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I generate a DataGridView using the result of a query. The query generates a LOT of columns (more than 75). Obviously the DataGridView does not show all of them.

I wrote a small procedure that extracts data from the DataGridView and generates an Excel file ora .csv file.

What I find amusing is that both Excel and .csv are correctly generated EXCEPT for the column headers! I mean: ALL CELLS are written to the file EXCEPT for column headers.

I then discovered that if the DataGridView doesn't visualize the column headers it will not set their values.

So I wrote the following horrible code to scroll the DataGridView horizontally so that column headers are visualized in the DataGridView and extraction to Excel or .csv works:

Friend Sub ScrollTheGridToSeeColumnHeaders(ByRef dgvTheGrid As DataGridView)
  If dgvTheGrid.RowCount = 0 Then
    Exit Sub
  End If
  For i32ScorriCol As Int32 = 0 To dgvTheGrid.ColumnCount - 1 Step dgvTheGrid.DisplayedColumnCount(True)
    dgvTheGrid.FirstDisplayedScrollingColumnIndex = dgvTheGrid.Columns(i32ScorriCol).Index
  dgvTheGrid.CurrentCell = dgvTheGrid(0, 0)
End Sub

This works, but effect to the user is really horrible (he sees the grid scrolling to the end and thinks he did some kind of bad mistake...).

Do you have a suggestion to do the trick without all these columns scrolling in such a horrible way?

Many thanks in advance!

share|improve this question
Is the DataGridView bound to something like a DataSet? Where does it get it's data? –  Casey Wilkins Feb 6 '12 at 15:40
DatagridView is unbound. It is constructed from data coming from a DataReader that read data from a SQL Server DB. The DataReader is closed when EndUser decides to do extraction. –  Andrea Antonangeli Feb 6 '12 at 15:55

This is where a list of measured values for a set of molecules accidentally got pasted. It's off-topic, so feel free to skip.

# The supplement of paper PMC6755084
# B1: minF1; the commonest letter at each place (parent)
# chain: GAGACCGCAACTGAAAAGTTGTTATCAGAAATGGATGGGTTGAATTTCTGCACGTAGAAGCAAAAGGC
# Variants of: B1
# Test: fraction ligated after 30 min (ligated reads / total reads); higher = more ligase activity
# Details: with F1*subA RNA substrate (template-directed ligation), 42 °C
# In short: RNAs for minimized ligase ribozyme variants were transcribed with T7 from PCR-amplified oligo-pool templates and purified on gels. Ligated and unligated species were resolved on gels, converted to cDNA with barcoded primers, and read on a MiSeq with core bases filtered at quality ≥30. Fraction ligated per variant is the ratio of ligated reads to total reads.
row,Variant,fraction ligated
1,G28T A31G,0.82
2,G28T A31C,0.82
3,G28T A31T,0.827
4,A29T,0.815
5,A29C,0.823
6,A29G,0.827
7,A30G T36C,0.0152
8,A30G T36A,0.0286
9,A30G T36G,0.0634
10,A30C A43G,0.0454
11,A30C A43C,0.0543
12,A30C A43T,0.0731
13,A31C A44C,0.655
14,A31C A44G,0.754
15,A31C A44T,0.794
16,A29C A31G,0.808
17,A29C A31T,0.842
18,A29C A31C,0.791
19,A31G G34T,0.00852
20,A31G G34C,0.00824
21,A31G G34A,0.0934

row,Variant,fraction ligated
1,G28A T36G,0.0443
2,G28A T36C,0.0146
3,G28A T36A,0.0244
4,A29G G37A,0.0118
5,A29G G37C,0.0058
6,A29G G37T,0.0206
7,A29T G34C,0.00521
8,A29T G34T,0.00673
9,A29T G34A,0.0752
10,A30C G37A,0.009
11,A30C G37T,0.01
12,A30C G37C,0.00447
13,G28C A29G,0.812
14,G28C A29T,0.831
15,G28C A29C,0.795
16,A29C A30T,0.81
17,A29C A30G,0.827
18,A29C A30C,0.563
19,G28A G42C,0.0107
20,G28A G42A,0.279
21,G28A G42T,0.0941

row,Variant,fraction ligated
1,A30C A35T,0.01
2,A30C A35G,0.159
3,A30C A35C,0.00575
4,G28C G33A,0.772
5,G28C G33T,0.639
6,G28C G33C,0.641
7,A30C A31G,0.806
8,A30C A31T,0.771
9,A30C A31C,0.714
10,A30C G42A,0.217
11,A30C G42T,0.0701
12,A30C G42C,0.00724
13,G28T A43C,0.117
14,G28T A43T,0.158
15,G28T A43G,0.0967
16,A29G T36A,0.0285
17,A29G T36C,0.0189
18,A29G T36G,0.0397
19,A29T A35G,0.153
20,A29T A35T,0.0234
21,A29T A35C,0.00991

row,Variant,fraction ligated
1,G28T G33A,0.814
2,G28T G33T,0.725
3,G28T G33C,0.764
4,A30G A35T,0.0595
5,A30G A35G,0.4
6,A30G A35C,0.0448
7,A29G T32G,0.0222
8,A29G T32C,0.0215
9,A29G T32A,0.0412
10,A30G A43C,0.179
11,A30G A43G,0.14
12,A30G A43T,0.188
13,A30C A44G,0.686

1 Answer 1

This seems like an awful lot of unnecessary work. In one of my applications, I have a datagridview, and I provide the user with the ability to "copy to excel". The code is pretty simple. A user selects all the rows they want from the datagridview (of course, the code could be tweaked to just select every single row), and they press "copy to excel", and it opens a new excel doc and pastes the entire selected datagridview in, headers and all.

Here's the code:

    'Copy to the clipboard
Catch ex As Exception
    MsgBox("Clipboard could not be accessed.  Please try again.", MsgBoxStyle.Critical)
End Try

'Create excel objects
Dim oExcel As Object
Dim oBook As Object
oExcel = CreateObject("Excel.Application")
oExcel.Visible = True
oBook = oExcel.Workbooks.Add

'Paste the stuff in

Hope this helps a bit!

share|improve this answer
Really: a very nice piece of code. But it doesn't solve my "problem": my grid contains more than 75 fields and I need to provide users the ability extract all of them. Selecting 75 columns and (may be) more than 1000 rows is not "user friendly" :-) –  Andrea Antonangeli Feb 7 '12 at 15:58
Instead of having the user select what rows/columns they want to copy to excel, why not do it programatically, and select them for the user? –  Boeckm Feb 8 '12 at 12:08
In another part of my program I let users do what you say. The problem still remains if the user selects a sufficient number of fields to display: column headers are not reported to Excel until the grid displays them. There is another option: let user select columns on the grid, but this takes too long time to them. –  Andrea Antonangeli Feb 8 '12 at 16:23
What if you pasted twice? First, select the appropriate headers, and paste by doing oBook.Worksheets(1).Range("A1").Select() then .Paste()... Then select what the user has selected and do oBook.Worksheets(1).Range("B1").Select and finally .Paste()? –  Boeckm Feb 8 '12 at 16:36
Thanks for the interest, but I need to solve the problem about headers not being "refreshed": some grids I have need to be FullRowSelect and in such a case you can't select ColumnHeaders. –  Andrea Antonangeli Feb 8 '12 at 16:56

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